More than a decade later, Sandinista soldiers shot down a cargo plane taking weapons to the U.S.-backed contra rebels fighting the Nicaraguan government. A U.S. Marine veteran, Eugene Hasenfus, survived the 1986 crash, and later told reporters that he was working for the CIA, paving the way for his release and return to the United States.

Curiously, one of the figures in the Reagan administration instrumental in delivering support to the contras, former assistant secretary of state Elliott Abrams, was named by President Donald Trump late last month as his special envoy overseeing policy toward Venezuela.
Somethings never change.
"The United States has no excuse for its possible aggression against Venezuela," Maduro said. "We have recently revealed a conspiracy to stage a coup, funded and supported from Colombia," he noted. "We were able to maintain peace in the country, a civil-military alliance," he added.

"The scheme for Venezuela is more or less similar to what they did to Libya in order to seize its natural resources," Maduro noted.

According to the Venezuelan president, Western countries are trying "to install a ‘new Pinochet’ in Venezuela." "If only potatoes or bananas were grown in Venezuela, nothing like that could ever happen, but we have lots of natural resources," he said.
I assume the weapons haul was the give-away. :)

Edit - more on the air cargo companies at
The denials only added to the mystery of the alleged shipment — a mystery compounded by perhaps coincidental ties between the chairman and a key employee of 21 Air with a company that Amnesty International says once took part in a CIA program to whisk suspected terrorists to “black site” jails around the world, a procedure known as rendition.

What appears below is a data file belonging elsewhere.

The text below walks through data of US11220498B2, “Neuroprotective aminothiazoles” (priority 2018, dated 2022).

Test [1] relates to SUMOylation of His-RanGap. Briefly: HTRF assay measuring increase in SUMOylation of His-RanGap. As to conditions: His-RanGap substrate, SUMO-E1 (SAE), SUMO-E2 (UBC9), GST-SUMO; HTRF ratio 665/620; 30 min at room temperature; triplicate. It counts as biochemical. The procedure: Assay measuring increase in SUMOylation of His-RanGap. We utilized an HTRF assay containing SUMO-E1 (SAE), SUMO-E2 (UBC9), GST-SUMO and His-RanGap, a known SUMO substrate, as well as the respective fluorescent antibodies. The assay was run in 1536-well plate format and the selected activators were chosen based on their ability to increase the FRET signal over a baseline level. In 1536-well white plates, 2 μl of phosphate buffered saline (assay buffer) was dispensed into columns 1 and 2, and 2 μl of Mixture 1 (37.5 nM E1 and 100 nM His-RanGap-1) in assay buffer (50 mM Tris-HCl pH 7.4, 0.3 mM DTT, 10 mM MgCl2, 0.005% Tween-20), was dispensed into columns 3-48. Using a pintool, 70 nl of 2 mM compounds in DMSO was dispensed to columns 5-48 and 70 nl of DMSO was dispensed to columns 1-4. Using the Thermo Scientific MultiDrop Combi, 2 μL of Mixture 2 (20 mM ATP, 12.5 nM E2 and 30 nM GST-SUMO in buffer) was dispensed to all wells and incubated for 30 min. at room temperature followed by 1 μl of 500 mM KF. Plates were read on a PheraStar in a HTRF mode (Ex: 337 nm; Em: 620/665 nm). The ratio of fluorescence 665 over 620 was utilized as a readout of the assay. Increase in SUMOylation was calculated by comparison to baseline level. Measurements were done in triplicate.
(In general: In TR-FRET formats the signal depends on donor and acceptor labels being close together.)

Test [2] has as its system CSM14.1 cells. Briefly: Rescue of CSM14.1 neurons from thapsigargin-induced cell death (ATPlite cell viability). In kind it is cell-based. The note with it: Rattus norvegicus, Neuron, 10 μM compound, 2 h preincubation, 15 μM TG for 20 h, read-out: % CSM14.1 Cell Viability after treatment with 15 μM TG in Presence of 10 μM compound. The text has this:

The chairman and majority owner of 21 Air, Adolfo Moreno, has set up or registered at least 14 other companies in Florida over the past two decades. Among the people brought on to 21 Air when it formed in 2014 was Michael Steinke, its director of quality control.

Both men appear to have either coincidental or direct ties to Gemini Air Cargo, a company that Amnesty International described in a 2006 report as being among more than 30 air charter services believed to have taken part in a CIA program of rendition in which suspected terrorists were abducted abroad and taken to third-country secret “black sites” for interrogation.

Steinke worked for Gemini Air Cargo from 1996 into 1997, years before the rendition program got off the ground, according to a 2016 Department of Transportation document that gave a summary of 21 Air’s operations as an air cargo carrier.

For his part, Moreno registered two businesses at an address in northwest Miami that was later used by a subsidiary of Gemini Air Cargo.

The two businesses were Airline Management Group, incorporated in 1987, and Florida Franchise Development, set up in 2001, both listing their addresses as 1750 NW 66th Ave. in Miami. In 2005, Gemini Cargo Logistics Inc., which Bloomberg lists as a subsidiary of Gemini Air Cargo, registered to that address. The timeline of when the businesses used the address was not clear.

A visit to the site Friday showed that it is now used by Avianca, the national airline of Colombia.

The CIA declined to comment for this story.